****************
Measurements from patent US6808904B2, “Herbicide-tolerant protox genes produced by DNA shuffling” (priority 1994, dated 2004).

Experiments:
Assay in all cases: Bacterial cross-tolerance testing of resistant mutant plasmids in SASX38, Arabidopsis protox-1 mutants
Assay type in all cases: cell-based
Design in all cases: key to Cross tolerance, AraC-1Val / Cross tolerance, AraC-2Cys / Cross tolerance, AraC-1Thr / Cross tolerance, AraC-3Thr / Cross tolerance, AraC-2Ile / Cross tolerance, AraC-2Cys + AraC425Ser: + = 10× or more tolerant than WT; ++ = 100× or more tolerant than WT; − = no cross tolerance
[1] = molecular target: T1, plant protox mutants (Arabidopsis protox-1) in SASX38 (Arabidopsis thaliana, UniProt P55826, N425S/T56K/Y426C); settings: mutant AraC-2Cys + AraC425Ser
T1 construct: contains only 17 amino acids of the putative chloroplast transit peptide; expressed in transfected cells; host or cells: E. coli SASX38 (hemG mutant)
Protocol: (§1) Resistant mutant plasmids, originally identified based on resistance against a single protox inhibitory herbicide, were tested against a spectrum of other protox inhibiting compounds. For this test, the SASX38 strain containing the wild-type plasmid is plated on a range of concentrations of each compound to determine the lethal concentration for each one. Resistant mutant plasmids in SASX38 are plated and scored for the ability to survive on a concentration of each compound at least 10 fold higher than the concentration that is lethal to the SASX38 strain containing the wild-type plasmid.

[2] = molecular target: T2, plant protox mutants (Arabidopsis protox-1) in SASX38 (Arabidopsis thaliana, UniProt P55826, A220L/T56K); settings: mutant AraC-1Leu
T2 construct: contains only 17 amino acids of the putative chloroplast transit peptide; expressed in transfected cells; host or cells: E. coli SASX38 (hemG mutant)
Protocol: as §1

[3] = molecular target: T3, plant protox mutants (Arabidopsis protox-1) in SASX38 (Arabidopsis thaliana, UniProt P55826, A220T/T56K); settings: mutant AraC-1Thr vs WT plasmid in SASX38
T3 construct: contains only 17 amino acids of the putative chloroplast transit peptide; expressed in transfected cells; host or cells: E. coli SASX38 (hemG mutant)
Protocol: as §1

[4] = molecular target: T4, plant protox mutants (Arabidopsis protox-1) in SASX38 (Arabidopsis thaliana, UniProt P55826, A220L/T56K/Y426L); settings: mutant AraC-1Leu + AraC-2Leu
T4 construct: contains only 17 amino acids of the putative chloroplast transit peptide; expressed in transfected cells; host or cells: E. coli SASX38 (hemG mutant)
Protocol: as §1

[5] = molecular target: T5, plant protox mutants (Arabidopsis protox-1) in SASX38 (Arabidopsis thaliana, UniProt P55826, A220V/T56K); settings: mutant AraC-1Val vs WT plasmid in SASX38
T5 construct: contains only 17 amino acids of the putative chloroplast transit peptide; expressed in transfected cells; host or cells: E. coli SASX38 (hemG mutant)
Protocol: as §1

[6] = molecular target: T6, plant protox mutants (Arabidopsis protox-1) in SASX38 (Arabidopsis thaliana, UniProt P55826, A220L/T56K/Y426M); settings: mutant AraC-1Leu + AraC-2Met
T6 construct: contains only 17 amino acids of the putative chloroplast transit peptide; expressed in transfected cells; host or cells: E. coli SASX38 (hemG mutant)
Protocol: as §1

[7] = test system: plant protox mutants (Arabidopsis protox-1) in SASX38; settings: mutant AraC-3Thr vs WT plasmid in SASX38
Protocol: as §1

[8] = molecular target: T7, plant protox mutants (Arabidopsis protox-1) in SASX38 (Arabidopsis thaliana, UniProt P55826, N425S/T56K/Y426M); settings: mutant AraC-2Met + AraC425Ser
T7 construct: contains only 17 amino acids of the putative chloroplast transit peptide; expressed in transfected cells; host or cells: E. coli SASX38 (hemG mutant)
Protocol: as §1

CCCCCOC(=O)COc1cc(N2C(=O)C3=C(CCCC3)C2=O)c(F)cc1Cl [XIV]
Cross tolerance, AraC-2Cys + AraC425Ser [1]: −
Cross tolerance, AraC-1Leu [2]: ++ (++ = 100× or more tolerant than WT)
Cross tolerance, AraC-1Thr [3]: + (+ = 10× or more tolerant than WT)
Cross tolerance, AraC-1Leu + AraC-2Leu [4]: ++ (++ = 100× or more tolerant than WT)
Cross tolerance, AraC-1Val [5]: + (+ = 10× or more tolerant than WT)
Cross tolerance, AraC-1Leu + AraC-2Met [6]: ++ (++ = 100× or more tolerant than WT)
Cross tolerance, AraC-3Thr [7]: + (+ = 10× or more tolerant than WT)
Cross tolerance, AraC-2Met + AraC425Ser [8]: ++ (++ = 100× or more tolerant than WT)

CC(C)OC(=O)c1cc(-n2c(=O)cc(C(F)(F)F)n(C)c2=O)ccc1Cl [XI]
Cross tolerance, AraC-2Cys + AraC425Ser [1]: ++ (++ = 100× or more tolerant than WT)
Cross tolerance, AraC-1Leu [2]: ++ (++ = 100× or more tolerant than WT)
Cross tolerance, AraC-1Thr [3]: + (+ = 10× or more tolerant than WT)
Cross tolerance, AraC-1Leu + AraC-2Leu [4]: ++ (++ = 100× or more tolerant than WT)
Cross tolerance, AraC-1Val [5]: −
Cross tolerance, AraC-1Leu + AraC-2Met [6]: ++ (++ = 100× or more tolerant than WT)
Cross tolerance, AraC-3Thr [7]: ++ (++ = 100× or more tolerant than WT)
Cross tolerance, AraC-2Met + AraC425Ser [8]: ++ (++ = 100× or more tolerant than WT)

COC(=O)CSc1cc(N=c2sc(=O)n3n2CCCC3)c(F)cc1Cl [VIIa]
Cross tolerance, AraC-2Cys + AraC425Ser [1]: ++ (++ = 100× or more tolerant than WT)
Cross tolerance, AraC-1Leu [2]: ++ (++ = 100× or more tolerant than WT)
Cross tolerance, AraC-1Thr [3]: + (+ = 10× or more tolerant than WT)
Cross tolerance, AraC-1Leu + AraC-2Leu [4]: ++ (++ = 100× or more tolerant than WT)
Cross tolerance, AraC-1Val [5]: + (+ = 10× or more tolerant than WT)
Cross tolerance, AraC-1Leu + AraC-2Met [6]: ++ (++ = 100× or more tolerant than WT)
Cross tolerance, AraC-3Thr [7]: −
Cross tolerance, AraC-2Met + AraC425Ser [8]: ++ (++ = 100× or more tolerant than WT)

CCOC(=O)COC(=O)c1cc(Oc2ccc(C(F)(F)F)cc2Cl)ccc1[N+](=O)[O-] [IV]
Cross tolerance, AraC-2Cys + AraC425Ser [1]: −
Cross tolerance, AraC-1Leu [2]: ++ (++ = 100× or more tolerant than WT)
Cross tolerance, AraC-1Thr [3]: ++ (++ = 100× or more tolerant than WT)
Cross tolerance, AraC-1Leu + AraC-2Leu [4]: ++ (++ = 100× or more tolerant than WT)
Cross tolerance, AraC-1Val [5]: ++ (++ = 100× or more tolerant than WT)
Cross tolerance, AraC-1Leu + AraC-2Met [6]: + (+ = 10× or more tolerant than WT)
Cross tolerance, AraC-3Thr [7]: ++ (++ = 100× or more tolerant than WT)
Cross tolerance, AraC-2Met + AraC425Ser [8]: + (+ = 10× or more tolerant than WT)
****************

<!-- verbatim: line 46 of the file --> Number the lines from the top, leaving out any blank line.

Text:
Cross tolerance, AraC-2Met + AraC425Ser [8]: ++ (++ = 100× or more tolerant than WT)